Now, of course, all energy, but most especially small-scale (they call it) alternative energy, biogas included, is situational. It doesn’t matter how fancy/cool some to-be-purchased wind electric system is if you don’t have wind where you are. And you’ll never heat your water with the sun… at night. In the same way, it shouldn’t matter to you how great corn silage is for making biogas if you don’t have any corn silage. And as for “residual fats”— like used cooking oil, maybe?— the biodiesel folks probably have all that stuff snatched up before the fast food places have time to even think about pulling the last dripping French fry out of it.
But these days, almost any of us can get access to wasted food, stuff that gets tossed from places out all over town, restaurants, and cafeterias and grocery stores. Mark my words: A day will come when food waste will be as hard to get as used cooking oil is now. But for the time being, almost any of us can get just about as much as we want.
So again (since I still haven’t told you, right?) how much biogas can you get from your food waste digester?
Well, maybe I did give you the answer: about 4 (or more) times as much per dry pound as you could if you were using cow manure. In general, in other words, take the rule of thumb and multiply by 4.
And how much will you need? Well, what you really need to get detailed answers about your specific situation is more information. For example, to figure out how much biogas you need to heat your house, you need to know a lot about the weather outside, how large the house is, how well insulated, and things like that. That whole process is described in The Complete Biogas Handbook, chapter 28. The book will also tell you how to convert the burners on your stove to run on biogas, the practical details of designing your own digester, how to figure out things like how much hot water you need, how much biogas it will take to heat it, and all the cool stuff you need to know to really make practical use of biogas. Besides, when you visit the site you can find the best free information on the web about how to build any of the four most common home-scale digesters (on the “build” page).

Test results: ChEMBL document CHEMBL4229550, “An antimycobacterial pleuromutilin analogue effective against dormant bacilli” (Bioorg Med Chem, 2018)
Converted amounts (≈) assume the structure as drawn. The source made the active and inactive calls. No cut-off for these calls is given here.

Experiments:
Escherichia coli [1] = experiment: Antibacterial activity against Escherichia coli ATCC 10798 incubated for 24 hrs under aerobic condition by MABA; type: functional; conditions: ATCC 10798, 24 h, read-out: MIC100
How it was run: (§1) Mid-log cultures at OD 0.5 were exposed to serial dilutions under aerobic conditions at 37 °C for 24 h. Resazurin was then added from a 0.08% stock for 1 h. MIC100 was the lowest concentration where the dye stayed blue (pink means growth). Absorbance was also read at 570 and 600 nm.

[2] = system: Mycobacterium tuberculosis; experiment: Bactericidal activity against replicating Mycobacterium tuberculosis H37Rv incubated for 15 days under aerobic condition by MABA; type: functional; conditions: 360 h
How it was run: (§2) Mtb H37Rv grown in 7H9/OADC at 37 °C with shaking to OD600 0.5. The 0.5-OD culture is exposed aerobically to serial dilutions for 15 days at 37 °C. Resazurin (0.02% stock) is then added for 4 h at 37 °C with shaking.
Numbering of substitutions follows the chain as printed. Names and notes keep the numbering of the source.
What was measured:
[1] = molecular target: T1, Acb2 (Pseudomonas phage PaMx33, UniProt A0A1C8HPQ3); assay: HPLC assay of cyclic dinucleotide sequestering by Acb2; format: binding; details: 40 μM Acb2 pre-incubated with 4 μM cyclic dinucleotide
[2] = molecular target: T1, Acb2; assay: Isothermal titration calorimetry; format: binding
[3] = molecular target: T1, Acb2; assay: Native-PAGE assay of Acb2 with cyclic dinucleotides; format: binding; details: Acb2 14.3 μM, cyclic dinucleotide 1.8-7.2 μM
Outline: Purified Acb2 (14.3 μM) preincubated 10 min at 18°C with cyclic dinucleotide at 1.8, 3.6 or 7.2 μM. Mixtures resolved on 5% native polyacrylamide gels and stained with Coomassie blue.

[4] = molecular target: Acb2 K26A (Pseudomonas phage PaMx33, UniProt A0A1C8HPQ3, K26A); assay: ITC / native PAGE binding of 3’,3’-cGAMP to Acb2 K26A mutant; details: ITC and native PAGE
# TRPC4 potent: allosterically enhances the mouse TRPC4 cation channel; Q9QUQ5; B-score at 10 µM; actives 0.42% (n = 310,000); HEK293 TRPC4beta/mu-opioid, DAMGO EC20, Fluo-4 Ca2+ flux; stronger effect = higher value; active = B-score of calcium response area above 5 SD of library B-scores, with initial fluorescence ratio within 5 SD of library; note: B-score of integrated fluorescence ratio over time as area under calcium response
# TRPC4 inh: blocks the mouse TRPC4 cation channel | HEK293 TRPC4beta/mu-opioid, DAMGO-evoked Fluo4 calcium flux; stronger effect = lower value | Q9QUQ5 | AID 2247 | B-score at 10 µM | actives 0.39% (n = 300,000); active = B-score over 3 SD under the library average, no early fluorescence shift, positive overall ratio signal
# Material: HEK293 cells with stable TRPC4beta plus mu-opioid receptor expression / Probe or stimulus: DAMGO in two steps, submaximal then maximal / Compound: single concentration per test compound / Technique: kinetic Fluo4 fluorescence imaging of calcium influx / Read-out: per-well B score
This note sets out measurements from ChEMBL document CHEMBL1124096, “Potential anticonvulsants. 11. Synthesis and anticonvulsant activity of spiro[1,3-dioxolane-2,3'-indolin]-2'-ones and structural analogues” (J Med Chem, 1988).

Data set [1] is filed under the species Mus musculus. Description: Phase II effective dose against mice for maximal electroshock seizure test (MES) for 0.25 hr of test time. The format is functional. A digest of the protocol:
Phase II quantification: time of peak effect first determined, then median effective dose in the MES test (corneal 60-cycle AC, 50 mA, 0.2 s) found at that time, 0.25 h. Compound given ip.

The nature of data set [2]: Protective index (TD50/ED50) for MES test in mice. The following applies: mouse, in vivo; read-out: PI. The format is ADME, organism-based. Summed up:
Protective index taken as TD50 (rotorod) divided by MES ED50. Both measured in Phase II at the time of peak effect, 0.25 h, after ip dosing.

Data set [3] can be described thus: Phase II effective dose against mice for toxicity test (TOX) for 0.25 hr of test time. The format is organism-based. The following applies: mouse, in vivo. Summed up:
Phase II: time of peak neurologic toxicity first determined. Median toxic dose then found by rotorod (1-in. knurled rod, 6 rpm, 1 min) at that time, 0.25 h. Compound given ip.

Now, at this juncture, most explanations that I have seen about biogas get a bit coy, and they don’t give you really practical information in a clear form. We’re not going to do that. The chart below is like no other that I have seen in all my years of involvement with this subject.
The chart asumes two critical things: first, that you are digesting food waste, and second, that the digester is at body temp. Given just those two assumptions, it shows you how many 1-gallon buckets of food waste you need to be able to get the outcome you want— and what size of digester you’ll need too. Simple. Clear. Ready? Here it is:
Food waste power!
(Click here to see a larger version)
req’d, 1 gal
|Lights, 100 w equiv.
||2 lights, 3 hours in the evening
|Cooking, per burner
||2 burners, 2 hours, 2 meals
|Hot water, per gal
||Assume 30 gal/da for shower, dish washing, etc.
|Engine, 100 HP
||Small engine (genset?), 4 hours/day
(For hot water, we figured we would need to raise the temperature from
50° to 130°F, @40% efficiency, using biogas @60% methane.)
If you've been reading along with these blog posts, you'll know that in part 2, we mentioned that we were going to answer what is, for biogas, the ‘holy grail’ question: “Can I run my car on biogas?” Well, look at the chart. The answer seems pretty obvious: sure you can; but you need to get a hold of a couple of hundred one gallon buckets of food waste… every day. (That’s based on the thought that most cars have engines that are larger than 100 HP.)